What can we say about the Battlefield franchise that hasn't been said before? Plenty. In a world of nameless, faceless, voiceless, personality-less protagonists, it should be easy to make one charming and likable. Right? It should be. And yet, Battlefield 3 fails at it so entirely it's hard to pin down exactly what went wrong.
First person shooter
Xbox 360, PS3, PC
The game opens with Marine Sgt. Blackburn in handcuffs, running and jumping onto a New York city subway train that is somehow not running underground. With no context whatsoever, he is blasting away at a group of terrorists who have boarded the train.
Then we get the standard "8 hours earlier" gimmick, where Blackburn is being interrogated by your standard CIA types, and the entire story is told in flashbacks that somehow involve a civil war and an invasion, and an earthquake in Iran.
From there, we get to hear the story of how Islamist psychopaths got their hands on old Soviet nuclear bombs so they can blow them up in Times Square, but no one wants to listen because the Islamists in question are really on the CIA payroll.
Congratulations, you've seen this story a dozen times before: you'd be better off renting a movie.
Players engage in fictitious military conflicts as the soldier's story is told from a variety of perspectives (e.g., fighter pilots, tank commanders, Special Forces operatives), so you literally get to have at least three different game mechanics -- four if you count quicktime events.
Players use sniper rifles, machines guns, grenades, and rocket launchers to kill enemy soldiers in frenetic firefights. The frequent combat is highlighted by realistic gunfire and large explosions; characters sometimes scream and emit large splashes of blood when shot. Players can also engage in hand-to-hand combat during seriously boring quicktime events that are more irritating than challenging: during these scenes, the player repeatedly punches enemies in the face and stabs soldiers to death with knives.
The music is an irritating, grating mess. It's radio noise.
The graphics are nice, though. The main character spends his time being interrogated by Glenn Morshower (Yes, the actor. The graphics are that good, and they couldn't be bothered rendering an original character, I think. He's also the voice actor). It's a nice-looking game ... that's about it.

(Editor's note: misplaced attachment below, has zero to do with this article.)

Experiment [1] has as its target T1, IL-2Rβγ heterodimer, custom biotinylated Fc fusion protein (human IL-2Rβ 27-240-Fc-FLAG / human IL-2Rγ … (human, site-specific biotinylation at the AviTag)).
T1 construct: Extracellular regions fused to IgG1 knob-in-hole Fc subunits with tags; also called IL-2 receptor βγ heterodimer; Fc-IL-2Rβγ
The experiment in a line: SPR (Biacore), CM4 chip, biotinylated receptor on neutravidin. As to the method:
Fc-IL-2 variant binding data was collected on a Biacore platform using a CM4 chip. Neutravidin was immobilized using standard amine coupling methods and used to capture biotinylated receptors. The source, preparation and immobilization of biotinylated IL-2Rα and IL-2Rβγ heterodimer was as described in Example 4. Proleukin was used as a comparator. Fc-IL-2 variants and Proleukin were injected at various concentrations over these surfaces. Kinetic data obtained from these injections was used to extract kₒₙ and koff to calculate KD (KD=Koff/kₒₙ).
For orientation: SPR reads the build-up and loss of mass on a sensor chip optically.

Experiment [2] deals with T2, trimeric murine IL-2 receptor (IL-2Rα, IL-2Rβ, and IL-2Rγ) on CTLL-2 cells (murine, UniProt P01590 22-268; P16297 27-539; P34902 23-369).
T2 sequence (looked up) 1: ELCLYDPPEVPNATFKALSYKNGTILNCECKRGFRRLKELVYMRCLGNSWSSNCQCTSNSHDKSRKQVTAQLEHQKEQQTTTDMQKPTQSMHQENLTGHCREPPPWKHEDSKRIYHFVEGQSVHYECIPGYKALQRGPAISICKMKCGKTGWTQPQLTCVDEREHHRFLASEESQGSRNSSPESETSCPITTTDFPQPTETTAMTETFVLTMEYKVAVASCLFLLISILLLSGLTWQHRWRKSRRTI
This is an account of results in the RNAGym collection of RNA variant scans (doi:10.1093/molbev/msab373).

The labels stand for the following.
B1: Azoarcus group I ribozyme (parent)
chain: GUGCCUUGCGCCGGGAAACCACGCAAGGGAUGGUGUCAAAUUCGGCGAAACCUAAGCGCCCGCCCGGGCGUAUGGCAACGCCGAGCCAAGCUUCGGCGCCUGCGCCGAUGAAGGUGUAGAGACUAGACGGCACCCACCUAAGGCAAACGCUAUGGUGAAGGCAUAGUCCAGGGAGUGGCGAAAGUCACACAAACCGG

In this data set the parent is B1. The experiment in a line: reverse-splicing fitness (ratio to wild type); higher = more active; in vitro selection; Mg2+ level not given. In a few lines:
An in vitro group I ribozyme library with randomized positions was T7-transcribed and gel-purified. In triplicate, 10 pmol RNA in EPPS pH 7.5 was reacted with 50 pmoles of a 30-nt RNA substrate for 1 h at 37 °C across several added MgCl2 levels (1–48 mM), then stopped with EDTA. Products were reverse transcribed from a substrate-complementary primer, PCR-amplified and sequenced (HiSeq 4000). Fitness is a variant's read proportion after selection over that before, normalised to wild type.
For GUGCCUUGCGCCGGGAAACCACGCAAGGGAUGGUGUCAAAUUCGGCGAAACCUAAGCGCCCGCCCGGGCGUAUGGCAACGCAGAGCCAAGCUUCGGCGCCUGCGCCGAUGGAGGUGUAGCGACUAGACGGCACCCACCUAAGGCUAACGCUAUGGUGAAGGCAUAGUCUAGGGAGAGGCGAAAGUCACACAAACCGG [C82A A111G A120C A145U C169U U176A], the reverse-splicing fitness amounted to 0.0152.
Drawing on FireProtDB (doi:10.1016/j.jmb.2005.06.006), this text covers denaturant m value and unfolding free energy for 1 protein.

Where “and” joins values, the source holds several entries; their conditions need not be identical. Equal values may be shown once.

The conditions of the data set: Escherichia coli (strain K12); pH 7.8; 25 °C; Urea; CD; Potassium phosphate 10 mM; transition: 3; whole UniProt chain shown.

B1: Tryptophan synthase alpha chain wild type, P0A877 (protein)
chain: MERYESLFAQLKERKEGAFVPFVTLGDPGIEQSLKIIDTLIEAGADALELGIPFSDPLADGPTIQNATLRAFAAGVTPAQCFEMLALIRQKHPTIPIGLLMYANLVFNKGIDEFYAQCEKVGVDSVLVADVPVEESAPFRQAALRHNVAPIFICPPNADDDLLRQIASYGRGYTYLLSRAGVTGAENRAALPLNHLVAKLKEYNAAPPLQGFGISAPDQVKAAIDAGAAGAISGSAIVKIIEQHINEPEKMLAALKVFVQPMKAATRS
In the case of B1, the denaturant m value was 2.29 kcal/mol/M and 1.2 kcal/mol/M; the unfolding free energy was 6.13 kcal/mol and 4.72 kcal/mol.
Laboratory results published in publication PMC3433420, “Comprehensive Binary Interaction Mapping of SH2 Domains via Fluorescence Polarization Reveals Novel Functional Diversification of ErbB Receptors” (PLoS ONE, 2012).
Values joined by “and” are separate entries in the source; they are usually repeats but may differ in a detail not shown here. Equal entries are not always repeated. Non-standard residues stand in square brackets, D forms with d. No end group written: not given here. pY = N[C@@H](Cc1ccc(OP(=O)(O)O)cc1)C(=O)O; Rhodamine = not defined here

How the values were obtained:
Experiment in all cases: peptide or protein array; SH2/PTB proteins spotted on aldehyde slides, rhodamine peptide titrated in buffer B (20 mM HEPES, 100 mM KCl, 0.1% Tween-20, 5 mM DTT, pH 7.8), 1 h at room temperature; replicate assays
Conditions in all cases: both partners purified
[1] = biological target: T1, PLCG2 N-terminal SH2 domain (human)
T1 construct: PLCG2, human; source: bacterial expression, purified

Mature game, mature rating, no morals at all. Seriously. In one POV switch, the player is a Spetznaz (Russian Special Operator) who is tracking down a nuclear bomb in Paris. During the running shootout, the player must -- absolutely must -- gun down every police officer in their way.
How about the part where, as a tank driver, the player's character is captured and gets his throat slit by jihadis? Fun, right?
Oh, yes, and when the marine trips over the Russian Spetznaz fellow during one of his other missions, in order for him to get away, the player's character must shoot his commanding officer. No, no other options.
And the dialogue is scattered with more four letter words than an early Eddie Murphy movie.
Yes. It's the majority of gameplay. It's built from the ground up as a multiplayer. And Battlefield 4 is even worse in this aspect. There are some solid co-op missions scattered across aircraft and infantry missions.
None. Seriously, none. Replay? No. The player can't affect any change in this game. In game speak, this is a corridor shooter -- linear, scripted, do what the game tells you to, or you die.
The single player game is four hours long. Four hours. Six hours, if you're a slow player like me.
The AI on the soldiers is suicidal, and will run straight at you in certain segments.
At the end of the day, even without the swearing and the graphic violence, I play games for single player campaigns. I utterly hated the single player campaign. Hated. I can't honestly recommend it.
ESRB Rating: M for Mature, 17+
My Rating: 4/10. A subpar game. The plot isn't even average, and not even the beautiful graphics can save it. Save your money and buy a Lego game. The multiplayer might be great, but that will never sell me on a video game.
Copyright 2014 John Konecsni
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